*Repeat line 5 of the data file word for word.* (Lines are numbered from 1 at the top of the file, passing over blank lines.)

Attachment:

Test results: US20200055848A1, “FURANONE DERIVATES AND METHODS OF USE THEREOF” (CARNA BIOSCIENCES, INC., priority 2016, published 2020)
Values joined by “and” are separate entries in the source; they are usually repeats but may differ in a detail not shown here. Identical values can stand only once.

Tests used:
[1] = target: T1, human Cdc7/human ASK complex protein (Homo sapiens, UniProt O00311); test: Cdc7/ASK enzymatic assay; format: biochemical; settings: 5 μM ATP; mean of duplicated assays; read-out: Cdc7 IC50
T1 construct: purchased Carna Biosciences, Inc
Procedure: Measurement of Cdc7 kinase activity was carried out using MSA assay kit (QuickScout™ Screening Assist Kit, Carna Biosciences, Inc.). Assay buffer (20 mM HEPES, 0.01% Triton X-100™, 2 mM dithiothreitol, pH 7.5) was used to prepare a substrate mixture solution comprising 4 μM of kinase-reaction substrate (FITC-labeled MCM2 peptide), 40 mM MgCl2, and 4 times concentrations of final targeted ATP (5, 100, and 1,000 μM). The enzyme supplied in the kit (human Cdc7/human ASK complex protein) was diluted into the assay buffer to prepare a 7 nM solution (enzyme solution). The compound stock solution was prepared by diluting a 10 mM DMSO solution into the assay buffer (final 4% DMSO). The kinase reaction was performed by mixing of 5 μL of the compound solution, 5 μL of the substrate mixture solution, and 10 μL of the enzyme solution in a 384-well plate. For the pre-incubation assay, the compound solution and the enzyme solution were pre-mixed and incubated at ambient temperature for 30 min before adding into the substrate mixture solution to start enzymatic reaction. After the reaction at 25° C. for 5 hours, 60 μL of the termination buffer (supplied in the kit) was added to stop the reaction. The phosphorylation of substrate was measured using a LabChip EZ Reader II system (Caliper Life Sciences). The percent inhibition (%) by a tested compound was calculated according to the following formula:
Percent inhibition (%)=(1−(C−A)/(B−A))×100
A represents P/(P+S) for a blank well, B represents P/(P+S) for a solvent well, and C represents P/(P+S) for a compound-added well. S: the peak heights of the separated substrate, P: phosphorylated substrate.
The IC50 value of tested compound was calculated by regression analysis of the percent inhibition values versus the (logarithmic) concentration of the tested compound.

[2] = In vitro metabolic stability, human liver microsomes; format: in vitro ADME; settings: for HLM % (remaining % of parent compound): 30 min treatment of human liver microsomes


T1 construct: purchased Carna Biosciences, Inc